A jury found suspended Indianapolis police Officer David Bisard guilty on all counts Tuesday afternoon and the case has sparked reaction from victims, city officials and across social media.
The father of the man killed in 2010 when Indianapolis police Officer David Bisard drove his patrol car into two stopped motorcycles says justice has been served with the officer's convictions on drunken driving and reckless homicide charges.
Aaron Wells says his son, Eric, is gone forever, but he hopes Bisard "will receive the help that he needs, that he never again hurts or takes another innocent life."
Mary Mills and her husband, Kurt Weekly, both were badly injured in the crash. She says all they asked for was justice and she feel as if they finally got it Tuesday.
Mills says she just received disability retirement and Weekly struggles with short-term memory. She says it's a different life for them now and things are very difficult for them sometimes
The Wells family celebrated the fact that they only have one more hearing to attend. Bisard’s sentencing is scheduled for Nov. 26.
"Obviously you can't replace the loss of a human life and there are some injuries and people who are struggling every day because of this and so our thoughts and prayers remain with them. I will say that because of this verdict I think maybe the healing can begin. Not only in this city, but within IMPD," Public Safety Director Troy Riggs said.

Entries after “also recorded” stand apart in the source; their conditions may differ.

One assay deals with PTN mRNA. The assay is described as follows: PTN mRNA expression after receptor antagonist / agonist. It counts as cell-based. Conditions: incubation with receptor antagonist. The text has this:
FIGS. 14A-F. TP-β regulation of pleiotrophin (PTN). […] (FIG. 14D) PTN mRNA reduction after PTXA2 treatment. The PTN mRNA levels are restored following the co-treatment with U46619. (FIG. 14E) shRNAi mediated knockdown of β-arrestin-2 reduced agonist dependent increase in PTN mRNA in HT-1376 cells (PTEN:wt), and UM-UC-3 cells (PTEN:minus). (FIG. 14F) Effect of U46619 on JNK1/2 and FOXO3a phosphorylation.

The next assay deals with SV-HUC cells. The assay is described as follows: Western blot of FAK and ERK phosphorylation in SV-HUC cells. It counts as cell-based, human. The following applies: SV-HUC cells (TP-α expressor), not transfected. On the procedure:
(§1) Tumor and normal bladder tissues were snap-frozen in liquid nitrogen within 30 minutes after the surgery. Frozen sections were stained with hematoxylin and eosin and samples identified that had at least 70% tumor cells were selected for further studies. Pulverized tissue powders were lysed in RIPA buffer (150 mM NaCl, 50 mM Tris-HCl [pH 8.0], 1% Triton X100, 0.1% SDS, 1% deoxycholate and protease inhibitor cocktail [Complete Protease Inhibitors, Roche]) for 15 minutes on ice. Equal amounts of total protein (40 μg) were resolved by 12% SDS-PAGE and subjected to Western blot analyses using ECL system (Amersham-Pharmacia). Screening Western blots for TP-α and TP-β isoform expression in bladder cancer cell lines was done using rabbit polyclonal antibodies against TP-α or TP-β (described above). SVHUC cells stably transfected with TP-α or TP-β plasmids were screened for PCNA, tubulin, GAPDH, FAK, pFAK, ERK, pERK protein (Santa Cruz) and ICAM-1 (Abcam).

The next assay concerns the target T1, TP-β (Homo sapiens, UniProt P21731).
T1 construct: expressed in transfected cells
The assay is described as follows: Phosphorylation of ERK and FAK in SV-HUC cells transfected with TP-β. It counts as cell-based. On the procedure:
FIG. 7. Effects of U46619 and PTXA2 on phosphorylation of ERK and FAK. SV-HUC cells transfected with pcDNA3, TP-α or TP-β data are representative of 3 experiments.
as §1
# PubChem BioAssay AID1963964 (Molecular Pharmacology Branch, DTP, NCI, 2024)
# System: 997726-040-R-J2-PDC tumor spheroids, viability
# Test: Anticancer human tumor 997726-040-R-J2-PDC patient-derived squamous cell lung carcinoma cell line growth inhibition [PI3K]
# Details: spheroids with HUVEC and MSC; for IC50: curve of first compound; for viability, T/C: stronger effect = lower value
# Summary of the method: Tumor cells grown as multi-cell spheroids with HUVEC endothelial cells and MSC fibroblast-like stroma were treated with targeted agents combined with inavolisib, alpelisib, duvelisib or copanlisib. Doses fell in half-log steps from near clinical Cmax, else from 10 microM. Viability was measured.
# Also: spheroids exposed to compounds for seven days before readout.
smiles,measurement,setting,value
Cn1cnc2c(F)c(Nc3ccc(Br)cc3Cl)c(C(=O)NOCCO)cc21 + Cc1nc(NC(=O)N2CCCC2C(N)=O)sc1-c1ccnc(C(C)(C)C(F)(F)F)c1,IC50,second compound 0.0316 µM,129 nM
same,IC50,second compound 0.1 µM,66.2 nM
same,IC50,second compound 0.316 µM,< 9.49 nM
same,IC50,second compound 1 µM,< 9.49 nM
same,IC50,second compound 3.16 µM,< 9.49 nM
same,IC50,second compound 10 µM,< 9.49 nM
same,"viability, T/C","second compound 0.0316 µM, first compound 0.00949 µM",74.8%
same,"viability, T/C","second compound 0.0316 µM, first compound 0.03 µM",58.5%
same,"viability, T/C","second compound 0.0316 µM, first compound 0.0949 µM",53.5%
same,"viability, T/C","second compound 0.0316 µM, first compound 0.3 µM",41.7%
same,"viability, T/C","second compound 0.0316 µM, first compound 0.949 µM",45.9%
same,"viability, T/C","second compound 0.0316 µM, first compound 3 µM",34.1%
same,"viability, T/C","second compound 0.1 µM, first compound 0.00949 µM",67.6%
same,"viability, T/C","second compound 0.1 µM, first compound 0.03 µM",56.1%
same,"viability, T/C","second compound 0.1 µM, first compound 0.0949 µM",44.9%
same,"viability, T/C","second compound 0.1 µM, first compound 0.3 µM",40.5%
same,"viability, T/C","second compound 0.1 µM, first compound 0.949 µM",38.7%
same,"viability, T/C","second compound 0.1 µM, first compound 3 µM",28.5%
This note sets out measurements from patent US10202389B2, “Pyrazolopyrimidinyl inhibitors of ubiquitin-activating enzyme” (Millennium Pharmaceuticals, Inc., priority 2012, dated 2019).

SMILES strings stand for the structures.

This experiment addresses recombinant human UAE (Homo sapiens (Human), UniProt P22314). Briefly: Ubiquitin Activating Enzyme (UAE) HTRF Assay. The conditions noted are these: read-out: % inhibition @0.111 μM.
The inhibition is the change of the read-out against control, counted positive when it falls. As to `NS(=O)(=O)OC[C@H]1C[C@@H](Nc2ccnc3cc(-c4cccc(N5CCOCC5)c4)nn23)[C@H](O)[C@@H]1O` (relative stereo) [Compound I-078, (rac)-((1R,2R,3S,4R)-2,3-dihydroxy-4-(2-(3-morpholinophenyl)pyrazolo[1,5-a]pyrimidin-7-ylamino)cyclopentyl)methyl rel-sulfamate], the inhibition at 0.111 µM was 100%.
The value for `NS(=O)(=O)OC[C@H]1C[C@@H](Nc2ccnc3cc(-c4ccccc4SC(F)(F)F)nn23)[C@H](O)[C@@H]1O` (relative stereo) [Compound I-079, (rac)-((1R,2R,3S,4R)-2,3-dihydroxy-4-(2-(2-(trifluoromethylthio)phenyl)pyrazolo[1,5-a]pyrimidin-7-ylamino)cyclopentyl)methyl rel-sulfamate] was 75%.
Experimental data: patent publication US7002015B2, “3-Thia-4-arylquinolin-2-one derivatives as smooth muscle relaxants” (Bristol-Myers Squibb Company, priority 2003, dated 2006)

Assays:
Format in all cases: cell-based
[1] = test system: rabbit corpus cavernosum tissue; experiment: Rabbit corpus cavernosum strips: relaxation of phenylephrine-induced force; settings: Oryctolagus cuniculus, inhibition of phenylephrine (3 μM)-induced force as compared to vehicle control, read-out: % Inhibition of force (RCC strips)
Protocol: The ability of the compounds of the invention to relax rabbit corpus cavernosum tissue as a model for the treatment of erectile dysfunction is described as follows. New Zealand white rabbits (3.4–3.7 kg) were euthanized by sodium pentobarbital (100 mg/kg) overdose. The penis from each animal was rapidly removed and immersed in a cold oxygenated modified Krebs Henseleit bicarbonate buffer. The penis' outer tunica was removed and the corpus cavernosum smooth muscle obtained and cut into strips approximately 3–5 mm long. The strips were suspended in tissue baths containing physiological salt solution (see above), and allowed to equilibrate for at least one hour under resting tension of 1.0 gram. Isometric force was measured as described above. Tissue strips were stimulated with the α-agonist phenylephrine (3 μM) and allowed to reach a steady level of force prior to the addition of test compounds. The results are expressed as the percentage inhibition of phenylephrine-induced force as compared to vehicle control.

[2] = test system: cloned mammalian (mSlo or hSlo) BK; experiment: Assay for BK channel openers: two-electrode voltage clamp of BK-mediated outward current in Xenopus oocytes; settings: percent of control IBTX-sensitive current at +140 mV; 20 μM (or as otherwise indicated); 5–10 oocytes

"This is another step in a tragic event that has affected many lives and our city. We ask for our community's continued support of our police officers while they continue to diligently serve our city and keep us safe," officials with the Fraternal Order of Police said.
"Today’s verdict undoubtedly provides a sense of justice and closure to this sad ordeal. I pray the many people whose lives were impacted by this episode find peace moving forward and our city and its police department never forget the lessons to be gleaned from it," Mayor Greg Ballard said.
"I like to think we've turned a corner and bettered the department with new policies. We have one of the toughest alcohol policies in the country. I think the men and women have continued to work hard in spite of all they've heard about this case they've never taken a day off," IMPD Chief Rick Hite said.
"We take no pleasure in prosecuting a police officer, and it certainly should never be suggested that Officer Bisard is an evil person. However, all of us – whether a police officer, attorney, teacher, or otherwise – must accept responsibility for our actions. The message of the jury’s verdict is that Officer Bisard must accept such responsibility and be held accountable for his actions on that day," Prosecutor Terry Curry said.
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